Below are the minutes for the Southwest Washington Regional Transportation Council Board of Directors Meeting, held on Tuesday, June 1, 2010, at 4:00 p.m. at the Clark County Public Service Center, 1300 Franklin Street, Vancouver, Washington. The agenda for this meeting is also available.
I. Call to Order and Roll Call of Members
The Southwest Washington Regional Transportation Council Board of Directors Meeting was called to order by Chair Molly Coston on Tuesday, June 1, 2010, at 4:05 p.m. at the Clark County Public Service Center Sixth Floor Training Room, Vancouver, Washington. Attendance follows.
Board Members Present Nancy Baker, Port of Vancouver Commissioner
Jack Burkman, Vancouver Council Member
Molly Coston, Washougal Council Member
Bill Ganley, Battle Ground Council Member
Jeff Hamm, C-TRAN Executive Director
Jeanne Harris, Vancouver Council Member
Tom Mielke, Clark County Commissioner
Paul Pearce, Skamania County Commissioner
Steve Stuart, Clark County Commissioner
Jim Jacks, Representative 49th District
Jim Moeller, Representative 49th District
Joe Zarelli, Senator18th District
Board Members Absent
Marc Boldt, Clark County Commissioner
Rex Burkholder, Metro Councilor
David Poucher, White Salmon Mayor
Jason Tell, ODOT Region One Manager
Don Wagner, WSDOT Regional Administrator
Jim Honeyford, Senator 15th District:
Bruce Chandler, Representative 15th District:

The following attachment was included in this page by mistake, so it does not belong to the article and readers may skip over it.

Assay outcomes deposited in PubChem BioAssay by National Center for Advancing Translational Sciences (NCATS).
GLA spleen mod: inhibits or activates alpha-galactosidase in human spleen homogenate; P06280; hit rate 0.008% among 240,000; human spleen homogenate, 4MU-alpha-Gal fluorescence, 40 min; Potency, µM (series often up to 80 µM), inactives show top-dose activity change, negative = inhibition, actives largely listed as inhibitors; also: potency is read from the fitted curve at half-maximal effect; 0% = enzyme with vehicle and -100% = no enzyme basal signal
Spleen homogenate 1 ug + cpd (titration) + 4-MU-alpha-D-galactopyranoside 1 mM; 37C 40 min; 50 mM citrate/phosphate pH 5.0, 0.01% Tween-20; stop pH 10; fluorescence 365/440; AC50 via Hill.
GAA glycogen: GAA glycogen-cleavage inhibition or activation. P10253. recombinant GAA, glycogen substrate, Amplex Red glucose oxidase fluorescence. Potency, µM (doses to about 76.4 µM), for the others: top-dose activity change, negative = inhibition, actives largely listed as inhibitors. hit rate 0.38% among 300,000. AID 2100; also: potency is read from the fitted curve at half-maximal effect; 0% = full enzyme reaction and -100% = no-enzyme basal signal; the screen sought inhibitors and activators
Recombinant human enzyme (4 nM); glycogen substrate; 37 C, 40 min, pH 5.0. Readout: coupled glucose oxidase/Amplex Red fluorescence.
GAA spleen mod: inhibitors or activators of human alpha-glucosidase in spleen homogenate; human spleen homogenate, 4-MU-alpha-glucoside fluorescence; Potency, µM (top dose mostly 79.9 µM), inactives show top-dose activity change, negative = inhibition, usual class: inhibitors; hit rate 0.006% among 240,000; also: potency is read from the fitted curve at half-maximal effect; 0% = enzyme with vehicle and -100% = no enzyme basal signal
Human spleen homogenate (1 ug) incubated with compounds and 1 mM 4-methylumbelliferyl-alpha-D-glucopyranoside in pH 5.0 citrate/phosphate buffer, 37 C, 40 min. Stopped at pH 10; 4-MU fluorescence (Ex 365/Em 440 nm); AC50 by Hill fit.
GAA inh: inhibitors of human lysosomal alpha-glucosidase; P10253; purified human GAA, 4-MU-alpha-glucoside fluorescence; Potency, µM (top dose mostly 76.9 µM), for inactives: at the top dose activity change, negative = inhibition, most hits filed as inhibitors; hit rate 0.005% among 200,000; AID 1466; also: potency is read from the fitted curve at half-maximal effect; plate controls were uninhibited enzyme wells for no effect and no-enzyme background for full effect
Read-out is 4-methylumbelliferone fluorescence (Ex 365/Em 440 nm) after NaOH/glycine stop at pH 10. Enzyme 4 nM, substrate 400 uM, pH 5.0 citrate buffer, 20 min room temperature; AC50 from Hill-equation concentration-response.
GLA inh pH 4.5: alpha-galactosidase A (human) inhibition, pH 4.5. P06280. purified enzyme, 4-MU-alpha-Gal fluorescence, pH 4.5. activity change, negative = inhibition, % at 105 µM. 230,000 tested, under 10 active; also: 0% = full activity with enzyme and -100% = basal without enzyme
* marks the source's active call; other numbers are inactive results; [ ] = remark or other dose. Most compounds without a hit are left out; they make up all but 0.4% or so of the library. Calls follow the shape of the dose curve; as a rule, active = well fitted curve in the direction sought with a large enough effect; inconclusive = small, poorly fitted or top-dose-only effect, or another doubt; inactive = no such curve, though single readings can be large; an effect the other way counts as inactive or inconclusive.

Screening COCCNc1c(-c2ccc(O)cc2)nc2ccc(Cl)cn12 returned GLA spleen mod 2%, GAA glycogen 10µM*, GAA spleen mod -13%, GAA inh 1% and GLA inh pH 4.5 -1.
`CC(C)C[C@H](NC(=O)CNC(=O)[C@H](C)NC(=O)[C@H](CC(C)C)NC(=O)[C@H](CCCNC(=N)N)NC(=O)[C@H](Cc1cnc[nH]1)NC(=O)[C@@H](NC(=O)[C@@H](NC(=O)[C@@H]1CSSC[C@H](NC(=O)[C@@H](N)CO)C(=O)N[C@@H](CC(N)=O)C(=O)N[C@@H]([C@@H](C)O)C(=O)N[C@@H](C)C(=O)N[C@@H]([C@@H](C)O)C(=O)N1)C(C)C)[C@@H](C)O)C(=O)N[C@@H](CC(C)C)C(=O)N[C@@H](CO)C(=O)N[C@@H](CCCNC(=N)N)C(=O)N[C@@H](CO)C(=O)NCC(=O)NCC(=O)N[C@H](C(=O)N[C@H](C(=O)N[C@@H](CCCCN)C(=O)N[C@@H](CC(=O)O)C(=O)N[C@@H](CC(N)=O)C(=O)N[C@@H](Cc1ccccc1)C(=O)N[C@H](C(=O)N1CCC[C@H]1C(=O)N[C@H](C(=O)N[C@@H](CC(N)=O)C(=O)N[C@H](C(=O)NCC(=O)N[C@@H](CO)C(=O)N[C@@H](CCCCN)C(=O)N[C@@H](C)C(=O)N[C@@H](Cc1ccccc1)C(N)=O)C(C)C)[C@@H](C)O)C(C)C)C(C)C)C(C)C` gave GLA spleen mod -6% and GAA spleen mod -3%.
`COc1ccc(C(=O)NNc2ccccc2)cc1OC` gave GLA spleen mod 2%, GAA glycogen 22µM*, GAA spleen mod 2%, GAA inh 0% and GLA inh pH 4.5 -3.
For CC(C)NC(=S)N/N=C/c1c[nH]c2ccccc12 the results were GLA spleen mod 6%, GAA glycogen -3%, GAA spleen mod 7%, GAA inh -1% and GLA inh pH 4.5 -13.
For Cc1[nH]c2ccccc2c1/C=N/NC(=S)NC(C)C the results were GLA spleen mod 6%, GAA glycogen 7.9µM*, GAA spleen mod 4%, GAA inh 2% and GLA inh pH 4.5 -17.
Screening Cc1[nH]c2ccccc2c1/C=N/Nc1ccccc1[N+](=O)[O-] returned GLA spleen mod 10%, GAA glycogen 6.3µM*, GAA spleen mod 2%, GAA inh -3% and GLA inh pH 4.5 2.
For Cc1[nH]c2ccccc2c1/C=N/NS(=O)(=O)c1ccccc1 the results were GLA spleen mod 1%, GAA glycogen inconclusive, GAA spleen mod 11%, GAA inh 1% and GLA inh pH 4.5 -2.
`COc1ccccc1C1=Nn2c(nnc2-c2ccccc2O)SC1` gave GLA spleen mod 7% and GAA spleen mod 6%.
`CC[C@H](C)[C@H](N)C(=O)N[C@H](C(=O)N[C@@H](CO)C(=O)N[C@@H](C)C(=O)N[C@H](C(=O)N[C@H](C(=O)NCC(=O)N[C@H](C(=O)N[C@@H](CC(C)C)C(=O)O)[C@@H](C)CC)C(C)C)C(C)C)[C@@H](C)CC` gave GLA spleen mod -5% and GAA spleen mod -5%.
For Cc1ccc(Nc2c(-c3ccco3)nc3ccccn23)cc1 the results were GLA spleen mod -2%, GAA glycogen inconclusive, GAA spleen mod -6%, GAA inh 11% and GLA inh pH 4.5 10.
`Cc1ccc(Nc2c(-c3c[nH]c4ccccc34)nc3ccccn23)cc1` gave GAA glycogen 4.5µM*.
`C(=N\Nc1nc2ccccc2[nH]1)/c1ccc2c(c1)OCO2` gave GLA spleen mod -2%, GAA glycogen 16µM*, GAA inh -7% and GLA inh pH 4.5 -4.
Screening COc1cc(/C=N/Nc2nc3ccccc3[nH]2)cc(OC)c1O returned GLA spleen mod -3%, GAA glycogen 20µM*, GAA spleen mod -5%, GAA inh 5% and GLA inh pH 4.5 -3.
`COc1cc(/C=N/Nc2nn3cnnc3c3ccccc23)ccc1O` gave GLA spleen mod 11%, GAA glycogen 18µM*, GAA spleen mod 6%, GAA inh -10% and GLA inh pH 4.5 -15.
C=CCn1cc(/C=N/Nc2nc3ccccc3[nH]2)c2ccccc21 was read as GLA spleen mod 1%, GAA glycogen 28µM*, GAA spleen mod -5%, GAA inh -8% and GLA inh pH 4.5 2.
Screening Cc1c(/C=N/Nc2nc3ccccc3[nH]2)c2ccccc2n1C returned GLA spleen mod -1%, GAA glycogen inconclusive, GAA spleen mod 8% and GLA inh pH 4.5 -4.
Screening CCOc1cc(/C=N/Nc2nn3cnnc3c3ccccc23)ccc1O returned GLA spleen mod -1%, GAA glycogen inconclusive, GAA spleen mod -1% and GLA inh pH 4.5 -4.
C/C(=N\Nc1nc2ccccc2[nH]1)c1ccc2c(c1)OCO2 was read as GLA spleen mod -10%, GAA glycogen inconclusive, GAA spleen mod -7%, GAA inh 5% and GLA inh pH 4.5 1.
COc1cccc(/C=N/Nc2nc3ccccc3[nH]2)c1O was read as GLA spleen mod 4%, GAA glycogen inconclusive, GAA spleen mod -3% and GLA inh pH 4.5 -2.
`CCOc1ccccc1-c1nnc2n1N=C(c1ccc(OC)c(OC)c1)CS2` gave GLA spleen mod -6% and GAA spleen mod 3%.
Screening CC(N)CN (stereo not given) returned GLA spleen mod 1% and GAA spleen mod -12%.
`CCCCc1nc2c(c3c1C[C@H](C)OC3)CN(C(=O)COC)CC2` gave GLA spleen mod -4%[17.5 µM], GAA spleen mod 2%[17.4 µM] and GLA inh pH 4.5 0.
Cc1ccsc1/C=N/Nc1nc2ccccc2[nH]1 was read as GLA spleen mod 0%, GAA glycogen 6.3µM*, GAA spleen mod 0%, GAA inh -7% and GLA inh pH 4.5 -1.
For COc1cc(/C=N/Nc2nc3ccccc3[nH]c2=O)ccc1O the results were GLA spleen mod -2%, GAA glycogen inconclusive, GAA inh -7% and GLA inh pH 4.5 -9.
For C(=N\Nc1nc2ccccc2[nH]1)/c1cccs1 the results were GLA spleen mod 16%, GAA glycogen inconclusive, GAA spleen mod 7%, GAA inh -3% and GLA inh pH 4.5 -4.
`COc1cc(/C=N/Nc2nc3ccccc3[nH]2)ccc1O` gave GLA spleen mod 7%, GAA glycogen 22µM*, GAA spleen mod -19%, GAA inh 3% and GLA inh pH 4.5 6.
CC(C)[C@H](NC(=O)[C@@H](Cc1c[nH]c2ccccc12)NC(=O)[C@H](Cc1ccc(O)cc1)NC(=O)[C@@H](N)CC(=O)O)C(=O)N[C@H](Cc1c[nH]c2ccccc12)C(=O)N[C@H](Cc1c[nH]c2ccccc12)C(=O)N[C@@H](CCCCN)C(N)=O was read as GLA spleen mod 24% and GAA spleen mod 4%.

David Taylor, Representative 15th District
Don Benton, Senator 17th District
Tim Probst, Representative 17th District
Deb Wallace, Representative 17th District
Ed Orcutt, Representative 18th District
Jaime Herrera, Representative 18th District
Craig Pridemore, Senator 49th District
Dick Baker, Citizen
Ed Barnes, Labor Council
Ray Barney, Citizen
Katy Brooks, Port of Vancouver
Matthew Dudik, Clark County
Bart Gernhart, WSDOT
Lisa Ghormley, Citizen
Bart Hansen, Vancouver Council Member
Jim Karlock, Citizen
Dick Malin, Central Park NHA
Anne McEnerny-Ogle, Vancouver NHA
Sharon Nasset, Citizen
Jerry Oliver, Port of Vancouver Commissioner
Ron Onslow, Ridgefield City Mayor
Philip Parker, WA Transportation Commissioner
Larry Paulson, Port of Vancouver
Steve Prastka, Citizen
Matt Ransom, City of Vancouver
Troy Rayburn, Clark County
Erik Robinson, The Columbian
Scott Sawyer, City of Battle Ground
Jeanne Stewart, Vancouver Council Member
Marc Widing, Food Express Inc.
Sharon Zimmerman, WSDOT
Lynda David, Senior Transportation Planner
Mark Harrington, Senior Transportation Planner
Bob Hart, Transportation Section Supervisor
Dean Lookingbill, Transportation Director
Dale Robins, Senior Transportation Planner
Diane Workman, Administrative/Staff Assistant
II. Approval of May 4, 2010, Meeting Minutes
NANCY BAKER MOVED FOR APPROVAL OF THE MAY 4, 2010, MEETING MINUTES. THE MOTION WAS SECONDED BY BILL GANLEY AND UNANIMOUSLY APPROVED.
III. Citizen Communications
Marc Widing manages Food Express Inc. a trucking company in the Port of Vancouver. He said they have 42 to 43 full-time employees, and of those only two are Oregon residents, most of them live here as well as work in Vancouver and or Clark County. Mr. Widing said that being able to transport their loads up and down Fourth Plain is a very critical part of their operation. Mill Plain is not the best option for them. Mr. Widing said he wanted to share his concerns with the RTC Board so they are aware when they review this corridor that this affects a lot of employees and also a lot of other companies in the Port area.